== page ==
Comics Disassembled: Ten Things of Note from the Past Week in Comics, Led by Things Blowing Up
It’s a bit of a mixed bag in this week’s column, but in a weekly piece that’s all about things I liked or didn’t like, I suppose that makes sense. Let’s get to all that jazz, led by a publisher doing its best to alienate everyone.
1. Dynamite, Blowing Up (and not in a good way)
If you spend any time on the comics internet, you’ve already heard of the whole Dynamite Entertainment kerfuffle. A Cliffs Notes version of it is Dynamite – already deeply, deeply ComicsGate curious, having run retailer incentive covers featuring Cyberfrog on them (in conjunction with Ethan Van Sciver of course) as well as seeing its Publisher/CEO Nick Barrucci appear on ComicsGate streams and giving a bizarre keynote speech at ComicsPro’s annual summit on cancel culture, amongst other things – was straight up running an Indiegogo account to fund an honestly awful cover featuring Cecil – a ComicsGate personality named Cecil Jones – positioned between Red Sonja and Vampirella.
The internet responded poorly (and correctly, because ComicsGate is a hate group that people should respond poorly to), with readers, retailers and creators saying “thanks but no thanks forever!” to Dynamite. Fast forward to the publisher backing out and saying they’d no longer be going through with the cover. For a longer version, here’s a gigantic collection of everything that happened over at ComicBook dot com.
I’m going to go ahead and make the blanket assumption that you know the bulk of this and speed through to my thoughts. This was just a colossal, unbelievable blunder by Dynamite and Barrucci, although saying “blunder” insinuates that it’s a mistake as opposed to a deliberate move. Second hand, I’ve heard that the head of Dynamite was taken aback by the response, surprised by how vitriolic the response was. At the same time, it seems pretty clear given every move they made, this is the kind of group – and, by transitive properties, actions – they condone. How they didn’t expect this is beyond me, because the writing was on the wall from the jump.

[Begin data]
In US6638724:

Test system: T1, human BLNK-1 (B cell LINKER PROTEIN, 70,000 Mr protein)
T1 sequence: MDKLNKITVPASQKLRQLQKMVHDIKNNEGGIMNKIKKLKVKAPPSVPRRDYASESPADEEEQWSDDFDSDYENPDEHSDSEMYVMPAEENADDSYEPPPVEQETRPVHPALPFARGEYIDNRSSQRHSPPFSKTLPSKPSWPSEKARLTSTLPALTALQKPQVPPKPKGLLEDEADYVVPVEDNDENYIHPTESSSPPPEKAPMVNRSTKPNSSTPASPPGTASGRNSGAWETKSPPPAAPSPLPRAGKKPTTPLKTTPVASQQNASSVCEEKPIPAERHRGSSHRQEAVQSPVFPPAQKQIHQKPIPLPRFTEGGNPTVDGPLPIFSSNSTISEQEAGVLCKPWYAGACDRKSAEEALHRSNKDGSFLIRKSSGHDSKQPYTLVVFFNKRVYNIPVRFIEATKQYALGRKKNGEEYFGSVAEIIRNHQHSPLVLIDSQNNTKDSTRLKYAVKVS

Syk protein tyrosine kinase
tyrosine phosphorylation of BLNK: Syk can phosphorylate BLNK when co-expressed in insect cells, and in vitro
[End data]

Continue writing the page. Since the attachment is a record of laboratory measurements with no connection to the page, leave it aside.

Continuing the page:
Now? I honestly don’t know who is going to work for Dynamite, as several key creators jumped ship, including Mark Russell and Karla Pacheco. Others who had unannounced books have as well. I know retailers who are backing out from future Dynamite orders, beyond those who publicly stated that. That won’t necessarily be the end of the world for them, because frankly, Dynamite’s audience is a narrow target within the direct market. Your Red Sonjas and Vampirellas don’t sell to every shop in droves. I’d wager a small percentage of comic shops represent a very high percentage of their overall orders. But all of that is still costly.
Especially because – and I can’t believe I’m going to say this – their lack of commitment to being villains ostracized their other audience in the CG crew. Now, they’re a man without a country, a publisher who is a nuclear wasteland to talent, has wavering retail prospects, and who have even turned themselves into outsiders amongst the group of trolls and creeps they were wooing, until they weren’t. Basically, they somehow played this as poorly as humanly possible, leaving them in a position where no one is on their side anymore.
Is there a path back? I honestly don’t know! Frankly, I don’t think Dynamite was super attractive to begin with, unless readers, retailers or creators have an affinity for a particular property, or a creator is given particular freedom with one, like Kieron Gillen, Caspar Wijngaard and friends had in Peter Cannon: Thunderbolt. Their comics are laden with ads, their marketing is nil to none, and the overall production value of the releases are meh. Where is the appeal there? I know creators said Barrucci’s statement – in which he feigned ignorance, saying he had no idea the move would be so “polarizing” – was a step in the right direction, but this is going to be a real prove it situation. And who is excited to get in business with them to help prove it?